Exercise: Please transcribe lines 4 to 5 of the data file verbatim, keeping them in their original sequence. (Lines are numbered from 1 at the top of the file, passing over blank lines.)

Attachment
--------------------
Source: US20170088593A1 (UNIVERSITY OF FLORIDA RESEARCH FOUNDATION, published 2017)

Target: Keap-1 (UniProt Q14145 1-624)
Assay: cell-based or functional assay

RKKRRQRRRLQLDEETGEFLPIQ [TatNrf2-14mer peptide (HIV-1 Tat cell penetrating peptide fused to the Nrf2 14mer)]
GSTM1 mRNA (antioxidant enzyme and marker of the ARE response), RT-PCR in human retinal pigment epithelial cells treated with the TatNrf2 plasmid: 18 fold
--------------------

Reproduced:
RKKRRQRRRLQLDEETGEFLPIQ [TatNrf2-14mer peptide (HIV-1 Tat cell penetrating peptide fused to the Nrf2 14mer)]
GSTM1 mRNA (antioxidant enzyme and marker of the ARE response), RT-PCR in human retinal pigment epithelial cells treated with the TatNrf2 plasmid: 18 fold